Did you know that approximately 90 gallons or more of water is wasted each day due to common plumbing leaks? Imagine losing this much water to nothing in the hot summer season due to plumbing troubles!
Conservation and smart use of water is not a one-time thing. Instead, it is an ongoing process and even a way of living. When you are more energy-and-water-smart, it will also help save time and money. So folks, here are some reliable and trusted methods and good water-use habits that can be practiced throughout the year, irrespective of the season.
Whether it is summer or not, check regularly for leaks in your plumbing fixtures. In most cases, leaks are caused by obsolete equipment and their damaged parts such as toilet flappers; faucet valve stem washers, gaskets, and o-rings; and shower valve cartridges etc. If you find leaks anywhere inside or outside your property, call up your plumber before it creates more wastage and damages to the property and your pocket.
Most of the major leaks and water wastages used to happen in the toilets/ bathrooms; right from forgetting to turn off the tap properly to burst pipes and undetected leaks in the flush tank etc. But with the advent of sustainable technology and environmental consciousness, the efficiency of the plumbing fixtures has drastically improved while significantly reducing wastage. For eg, earlier toilet flushes used approximately 5-7 gallons of water, which has now reduced to just 1-3 gallons in the newer models. It would be a wise move to upgrade showerheads, faucets and flush tanks to better-performing plumbing fixtures.
At first glance, this might seem like an expensive move, but if you think about it, investing in a water-efficient dishwasher and washing machines will possibly save you the most on your bills. Take a moment to calculate the savings. The latest models of dishwashers use up only around 4-6 gallons of water per cycle while washing machines use only 21 gallons of water per cycle compared to 50 gallons in the older machines.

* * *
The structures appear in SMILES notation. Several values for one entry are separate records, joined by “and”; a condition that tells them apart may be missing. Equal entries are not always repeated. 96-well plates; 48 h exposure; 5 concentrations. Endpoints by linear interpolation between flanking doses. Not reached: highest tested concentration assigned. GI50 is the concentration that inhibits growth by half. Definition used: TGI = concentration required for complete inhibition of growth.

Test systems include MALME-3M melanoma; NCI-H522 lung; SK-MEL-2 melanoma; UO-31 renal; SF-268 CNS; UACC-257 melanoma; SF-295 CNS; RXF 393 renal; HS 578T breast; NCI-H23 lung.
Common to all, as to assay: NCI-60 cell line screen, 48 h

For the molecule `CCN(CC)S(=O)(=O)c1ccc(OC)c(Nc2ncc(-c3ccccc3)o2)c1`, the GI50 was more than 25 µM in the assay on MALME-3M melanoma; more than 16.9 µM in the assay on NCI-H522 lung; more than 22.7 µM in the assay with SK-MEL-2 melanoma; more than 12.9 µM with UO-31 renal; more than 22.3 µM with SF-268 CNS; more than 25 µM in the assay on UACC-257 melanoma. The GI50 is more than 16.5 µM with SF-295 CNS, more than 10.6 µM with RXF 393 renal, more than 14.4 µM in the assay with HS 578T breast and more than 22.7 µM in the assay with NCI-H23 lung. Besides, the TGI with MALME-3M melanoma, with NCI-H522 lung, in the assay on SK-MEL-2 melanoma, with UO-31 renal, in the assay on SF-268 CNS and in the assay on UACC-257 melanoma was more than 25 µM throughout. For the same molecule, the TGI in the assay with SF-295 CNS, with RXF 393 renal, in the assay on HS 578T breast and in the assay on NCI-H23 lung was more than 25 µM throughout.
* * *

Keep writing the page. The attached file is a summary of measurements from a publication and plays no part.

Too high water pressure is never a good thing for the plumbing network in your property. Ideally, the water pressure of approximately 40 to 45 psi is considered good pressure for a single-story home (add 5 psi for a two-story and 10 psi for a three-story home) to allow proper water availability in all fixtures at your place. Have a plumber check out the water pressure for you and make necessary adjustments before it causes some damage. Having a pressure-reducing valve (PRV) installed on the water mains is also a good idea to regularly track the pressure, save water, and improve the lifespan of the pipes.
You will be surprised by how much water you can save just by managing your daily household use and chores. From washing all the vegetables in a big utensil in one go, which can be used to water the plants, to remembering to turn off the water while soaping, brushing, shaving; to optimizing the use of washing machine capacity; to reducing the number of times you take a soak in the tub - all this saves gallons and gallons of water.
The water needs of outdoor gardens and plants in summer are quite demanding. Garden sprinklers and hoses are not a great option in deadly summers. Slow/ drip irrigation, redirecting kitchen sink water to your outdoor lawns, can help you take care of your garden much more efficiently and also reduce water wastage. Get in touch with your plumber to check your options of saving water while summer gardening.
If summer is about conserving and optimizing water use, then rainy seasons are for harvesting rainwater and preparing for summers. Explore your options for collecting rainwater from your roof and storing it for later use for your outdoor water requirements like gardening and car washing. Consult with your trusted plumbers on how rainwater harvesting systems can be integrated with your home plumbing network and make summers much more bearable.